Brewing Session – Roggenbier – All Grain

This Sunday was so beautiful, finally no rain in Jersey; I was able to brew out side and my best Friend from Virginia Beach was visiting and helped out.  This brewing Session was my first time brewing a Roggenbier, which is basically rye version of a dunkelweizen.  This should be a nice light summer beer.brewday-07192009-3

It’s been a long time since I brewed outside, felt a bit clumsy, but it was so nice I couldn’t pass up the opportunity.  First up we got our mash water going looking for a temp of 170° so we would have a mash temp of 155°.  While we were waiting for the water to heat up, we started the labor intensive process of grinding 9lbs of grain with a tiny grain crusher.  The itsy bitsy hopper only holds about a pound of grain, it took a while to crush the grain.

Here’s the grain bill:

  • 4 lbs. Domestic 2-Row barley malt
  • 2 lbs. Rye malt
  • 3 lbs. Malted Wheat
  • 6 oz. Caramel 40°L
  • 4 oz. Flaked rye

With our Hot water at 172° we added 2.8 gal of hot water to the mush tun and stirred in the 9lbs of grain.  We ended up about 2° over our strike temp, but 2 handfuls of ice brought the temp right down to 155°.  We let this mash for 60 minutes.

With about 20 minutes left we started to heat up our sparge water to 170°.  After we got to temperature,  we filled up the hot tank and set up the sparge arm.  (I’m leaving out the sanitizing details, that is assumed).  After 60 minutes of mashing, we poured off the bits of grain that got though the false bottom and  sparged the grain for about 50 minutes, filling up the brew kettle to 6 gallons.

Opps, boil over after adding the tettnang

Opps, boil over after adding the tettnang

I brought the wort up to a boil.  I’m using a new 50k BTU burner and it is touchy, it requires constant attention to avoid boil overs, or I need a larger boil kettle.  At the start of the boil I added .5oz of Hallertau Hops then at 30 minutes added 1oz of Tettnang Hops.

Boil Schedule:

  • 60 minutes .5 oz Hallertau Hops
  • 30 minutes 1 oz Tettnang Hops

After the 60 minute boil, with a wort Chiller, I brought the temperature down to 80 degrees.  Poured the wort through a fine metal mesh into the empty Hot liquor tank.  From there drained it into a 6.5 gal glass carboy.  Took Original Gravity measurement.  The expected range was 1.044-1.048, ours was 1.048.  We hit our mark!  I then added my yeast starter (Wyeast Bavarian Wheat # 3056) to the primary.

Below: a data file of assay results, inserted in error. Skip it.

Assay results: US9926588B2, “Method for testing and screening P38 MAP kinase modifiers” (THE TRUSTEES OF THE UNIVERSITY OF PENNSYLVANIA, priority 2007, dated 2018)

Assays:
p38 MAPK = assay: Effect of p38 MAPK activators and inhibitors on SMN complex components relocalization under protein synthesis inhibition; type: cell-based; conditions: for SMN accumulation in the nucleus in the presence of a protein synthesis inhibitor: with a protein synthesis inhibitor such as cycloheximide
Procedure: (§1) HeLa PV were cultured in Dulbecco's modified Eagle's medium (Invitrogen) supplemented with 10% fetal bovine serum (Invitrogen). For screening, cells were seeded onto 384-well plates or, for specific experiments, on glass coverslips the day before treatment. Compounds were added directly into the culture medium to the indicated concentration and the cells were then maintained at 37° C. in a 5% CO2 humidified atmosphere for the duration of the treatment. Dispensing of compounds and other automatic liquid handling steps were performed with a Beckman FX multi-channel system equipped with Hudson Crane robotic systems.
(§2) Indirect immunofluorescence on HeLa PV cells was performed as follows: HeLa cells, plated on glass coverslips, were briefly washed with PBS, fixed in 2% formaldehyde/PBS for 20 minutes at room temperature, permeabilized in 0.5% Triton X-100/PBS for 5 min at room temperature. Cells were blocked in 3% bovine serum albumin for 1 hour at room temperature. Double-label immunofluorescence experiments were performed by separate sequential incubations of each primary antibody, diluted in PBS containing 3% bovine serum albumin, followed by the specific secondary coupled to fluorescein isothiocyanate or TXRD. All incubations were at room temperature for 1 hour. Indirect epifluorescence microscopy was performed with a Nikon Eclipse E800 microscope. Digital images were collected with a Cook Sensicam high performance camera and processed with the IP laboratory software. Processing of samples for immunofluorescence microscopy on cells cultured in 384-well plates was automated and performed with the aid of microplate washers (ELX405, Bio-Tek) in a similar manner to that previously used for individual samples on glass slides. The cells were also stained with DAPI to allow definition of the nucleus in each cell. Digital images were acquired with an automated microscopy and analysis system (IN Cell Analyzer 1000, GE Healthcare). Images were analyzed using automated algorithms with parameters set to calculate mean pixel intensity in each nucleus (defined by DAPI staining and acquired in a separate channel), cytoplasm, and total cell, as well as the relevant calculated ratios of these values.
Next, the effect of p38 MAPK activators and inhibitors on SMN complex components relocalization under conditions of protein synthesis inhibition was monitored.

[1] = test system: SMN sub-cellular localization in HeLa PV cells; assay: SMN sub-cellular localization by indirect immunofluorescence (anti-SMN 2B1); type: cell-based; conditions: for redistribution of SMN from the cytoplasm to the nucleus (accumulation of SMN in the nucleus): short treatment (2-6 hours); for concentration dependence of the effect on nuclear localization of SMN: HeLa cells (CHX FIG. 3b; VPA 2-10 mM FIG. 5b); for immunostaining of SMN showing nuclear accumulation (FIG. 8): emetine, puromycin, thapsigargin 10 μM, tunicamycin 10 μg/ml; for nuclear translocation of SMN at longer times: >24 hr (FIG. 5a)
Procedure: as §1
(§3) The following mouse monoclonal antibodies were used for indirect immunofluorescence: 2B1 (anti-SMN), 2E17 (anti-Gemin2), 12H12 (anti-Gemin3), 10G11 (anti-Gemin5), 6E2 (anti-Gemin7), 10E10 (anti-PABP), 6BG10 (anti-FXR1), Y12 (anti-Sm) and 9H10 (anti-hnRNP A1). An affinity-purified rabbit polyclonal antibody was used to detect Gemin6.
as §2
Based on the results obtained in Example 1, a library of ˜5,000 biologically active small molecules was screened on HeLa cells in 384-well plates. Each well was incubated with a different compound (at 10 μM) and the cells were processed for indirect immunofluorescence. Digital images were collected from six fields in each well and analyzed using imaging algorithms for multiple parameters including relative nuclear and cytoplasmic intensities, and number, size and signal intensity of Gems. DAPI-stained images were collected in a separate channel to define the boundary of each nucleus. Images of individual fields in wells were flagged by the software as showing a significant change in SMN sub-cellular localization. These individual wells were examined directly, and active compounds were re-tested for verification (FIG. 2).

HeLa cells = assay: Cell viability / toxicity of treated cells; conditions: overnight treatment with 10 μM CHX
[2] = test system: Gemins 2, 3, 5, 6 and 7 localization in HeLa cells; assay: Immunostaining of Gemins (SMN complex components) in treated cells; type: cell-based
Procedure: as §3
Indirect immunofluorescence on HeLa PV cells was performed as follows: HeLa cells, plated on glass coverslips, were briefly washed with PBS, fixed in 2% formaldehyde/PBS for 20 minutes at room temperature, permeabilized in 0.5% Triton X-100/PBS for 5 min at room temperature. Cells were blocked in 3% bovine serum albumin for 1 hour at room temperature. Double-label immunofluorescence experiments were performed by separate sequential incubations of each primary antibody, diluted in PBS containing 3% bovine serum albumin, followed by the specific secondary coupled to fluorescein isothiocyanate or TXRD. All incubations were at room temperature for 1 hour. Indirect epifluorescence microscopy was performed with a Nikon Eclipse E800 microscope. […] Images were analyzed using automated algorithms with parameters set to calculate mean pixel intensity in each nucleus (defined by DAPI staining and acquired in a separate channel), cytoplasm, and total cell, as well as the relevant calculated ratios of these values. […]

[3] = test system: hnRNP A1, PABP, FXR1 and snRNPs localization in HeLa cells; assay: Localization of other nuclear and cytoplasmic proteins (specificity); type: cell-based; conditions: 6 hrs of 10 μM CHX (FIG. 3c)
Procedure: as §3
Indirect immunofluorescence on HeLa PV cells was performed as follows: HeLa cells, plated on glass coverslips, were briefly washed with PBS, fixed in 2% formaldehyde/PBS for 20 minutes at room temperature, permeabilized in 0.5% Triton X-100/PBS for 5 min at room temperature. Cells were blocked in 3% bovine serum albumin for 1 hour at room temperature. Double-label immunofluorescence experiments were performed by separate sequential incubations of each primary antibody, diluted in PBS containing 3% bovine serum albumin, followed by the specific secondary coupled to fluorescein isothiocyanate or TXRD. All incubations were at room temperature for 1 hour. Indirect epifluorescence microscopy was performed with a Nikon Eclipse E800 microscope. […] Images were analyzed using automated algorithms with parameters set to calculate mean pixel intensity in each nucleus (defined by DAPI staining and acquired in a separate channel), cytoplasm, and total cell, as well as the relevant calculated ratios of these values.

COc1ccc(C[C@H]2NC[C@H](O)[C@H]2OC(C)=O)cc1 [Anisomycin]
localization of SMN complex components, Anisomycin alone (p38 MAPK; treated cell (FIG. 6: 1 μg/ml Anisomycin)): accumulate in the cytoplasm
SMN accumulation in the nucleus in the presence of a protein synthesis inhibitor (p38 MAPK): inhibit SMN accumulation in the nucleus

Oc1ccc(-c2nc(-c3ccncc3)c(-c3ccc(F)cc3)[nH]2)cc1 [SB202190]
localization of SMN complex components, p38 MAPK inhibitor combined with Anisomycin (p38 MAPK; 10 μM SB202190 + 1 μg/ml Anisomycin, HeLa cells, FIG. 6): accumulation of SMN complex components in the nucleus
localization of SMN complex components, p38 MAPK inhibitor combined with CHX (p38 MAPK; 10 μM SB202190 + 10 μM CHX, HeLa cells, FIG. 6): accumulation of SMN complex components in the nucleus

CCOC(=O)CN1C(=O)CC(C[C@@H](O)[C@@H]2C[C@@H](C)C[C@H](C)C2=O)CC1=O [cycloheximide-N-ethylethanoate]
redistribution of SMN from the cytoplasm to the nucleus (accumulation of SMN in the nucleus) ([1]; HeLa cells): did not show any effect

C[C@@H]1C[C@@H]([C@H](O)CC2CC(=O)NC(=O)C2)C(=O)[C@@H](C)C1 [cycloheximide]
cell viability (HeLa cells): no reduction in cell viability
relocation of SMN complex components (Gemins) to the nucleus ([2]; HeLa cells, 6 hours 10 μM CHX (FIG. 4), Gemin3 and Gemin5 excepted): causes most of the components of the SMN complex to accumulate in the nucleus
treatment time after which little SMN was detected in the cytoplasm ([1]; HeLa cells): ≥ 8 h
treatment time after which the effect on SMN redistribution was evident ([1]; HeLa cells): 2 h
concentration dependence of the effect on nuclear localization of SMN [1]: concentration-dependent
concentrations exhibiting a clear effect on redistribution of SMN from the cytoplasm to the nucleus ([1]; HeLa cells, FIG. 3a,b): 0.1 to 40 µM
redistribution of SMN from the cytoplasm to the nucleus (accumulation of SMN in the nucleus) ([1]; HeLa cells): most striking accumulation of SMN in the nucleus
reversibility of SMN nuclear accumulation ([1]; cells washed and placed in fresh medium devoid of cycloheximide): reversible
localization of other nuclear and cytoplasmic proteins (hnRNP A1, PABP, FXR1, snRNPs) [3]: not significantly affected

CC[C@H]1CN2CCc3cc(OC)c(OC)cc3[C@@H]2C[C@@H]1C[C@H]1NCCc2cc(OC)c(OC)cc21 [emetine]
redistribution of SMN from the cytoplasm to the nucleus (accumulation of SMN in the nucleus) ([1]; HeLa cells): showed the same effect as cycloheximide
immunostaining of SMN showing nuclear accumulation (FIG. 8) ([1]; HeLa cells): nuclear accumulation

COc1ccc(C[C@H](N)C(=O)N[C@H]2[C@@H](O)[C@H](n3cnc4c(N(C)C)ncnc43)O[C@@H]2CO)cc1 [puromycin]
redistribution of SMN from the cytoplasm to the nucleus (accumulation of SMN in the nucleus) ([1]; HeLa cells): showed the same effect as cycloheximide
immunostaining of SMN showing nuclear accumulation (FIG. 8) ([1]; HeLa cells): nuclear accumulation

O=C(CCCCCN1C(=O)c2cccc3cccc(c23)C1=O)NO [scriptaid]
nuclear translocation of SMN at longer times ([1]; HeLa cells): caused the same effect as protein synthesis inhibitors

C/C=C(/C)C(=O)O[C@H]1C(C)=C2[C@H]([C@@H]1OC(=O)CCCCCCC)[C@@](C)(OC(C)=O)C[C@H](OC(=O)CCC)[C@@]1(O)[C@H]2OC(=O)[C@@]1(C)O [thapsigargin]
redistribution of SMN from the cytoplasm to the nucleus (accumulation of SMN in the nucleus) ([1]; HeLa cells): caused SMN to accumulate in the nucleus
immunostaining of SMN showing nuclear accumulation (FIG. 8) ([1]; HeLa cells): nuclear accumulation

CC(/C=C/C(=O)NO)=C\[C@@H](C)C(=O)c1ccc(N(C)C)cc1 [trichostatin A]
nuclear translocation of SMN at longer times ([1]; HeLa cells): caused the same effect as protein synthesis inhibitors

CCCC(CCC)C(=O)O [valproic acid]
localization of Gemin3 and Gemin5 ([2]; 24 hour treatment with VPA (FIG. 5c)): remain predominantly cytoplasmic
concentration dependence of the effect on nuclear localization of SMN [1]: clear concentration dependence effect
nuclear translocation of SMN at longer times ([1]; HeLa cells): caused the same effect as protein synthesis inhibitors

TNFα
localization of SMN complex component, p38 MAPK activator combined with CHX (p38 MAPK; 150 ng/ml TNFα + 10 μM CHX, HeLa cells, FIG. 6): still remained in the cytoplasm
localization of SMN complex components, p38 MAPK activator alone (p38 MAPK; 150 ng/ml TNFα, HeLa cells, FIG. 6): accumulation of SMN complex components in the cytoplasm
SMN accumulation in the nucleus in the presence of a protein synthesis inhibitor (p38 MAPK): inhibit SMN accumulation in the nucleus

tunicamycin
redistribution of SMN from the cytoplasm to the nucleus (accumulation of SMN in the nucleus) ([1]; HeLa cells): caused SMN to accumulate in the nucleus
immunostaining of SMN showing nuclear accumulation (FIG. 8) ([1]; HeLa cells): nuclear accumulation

All done!

All done!


6 Responses to “Brewing Session – Roggenbier – All Grain”

  1. Aaron Says:

    I’ve never done a roggenbier, but have had a few homebrewed versions from friends and they are definitely a tasty beer. I also have issues with the boil overs, I have to watch the burner like a hawk once things get rolling, especially after you add hops and nucleation takes place. I notice you have a lid on your pot…not sure if you’re completely covering during the boil, but I’ve read that can cause issues with DMS.

  2. Simply Beer Says:

    I only had the cover on halfway (like the picture) to reduce the risk of something blowing in. I had 2 boil overs… piss me off. the second was 30 sec after adding the hops I probably lost a good bit of hops. But life happens…. move on hope for the best.

  3. Aaron Says:

    Losing hops like that is the worst, happened to me many times.

  4. nate Says:

    I’m always afraid to brew outside…that a storm will come up or a bird fly into the brew. All unreasonable fears. That wort already looks delicious!

  5. Simply Beer Says:

    yeah, i was more anxious then usual. I think I’ll move back to the garage.

  6. Simply Beer Says:

    Beer turned out great! not sure what to expect having never had this style of beer. But aside from a moderate banana flavor ( a bit on the high side from the BJCP) it fits the style wonderfully.

    Not mention that at the party over teh weekend with four beers on tap, my corney is about 2/3′s gone. I drank a lot of it but not that much :-)

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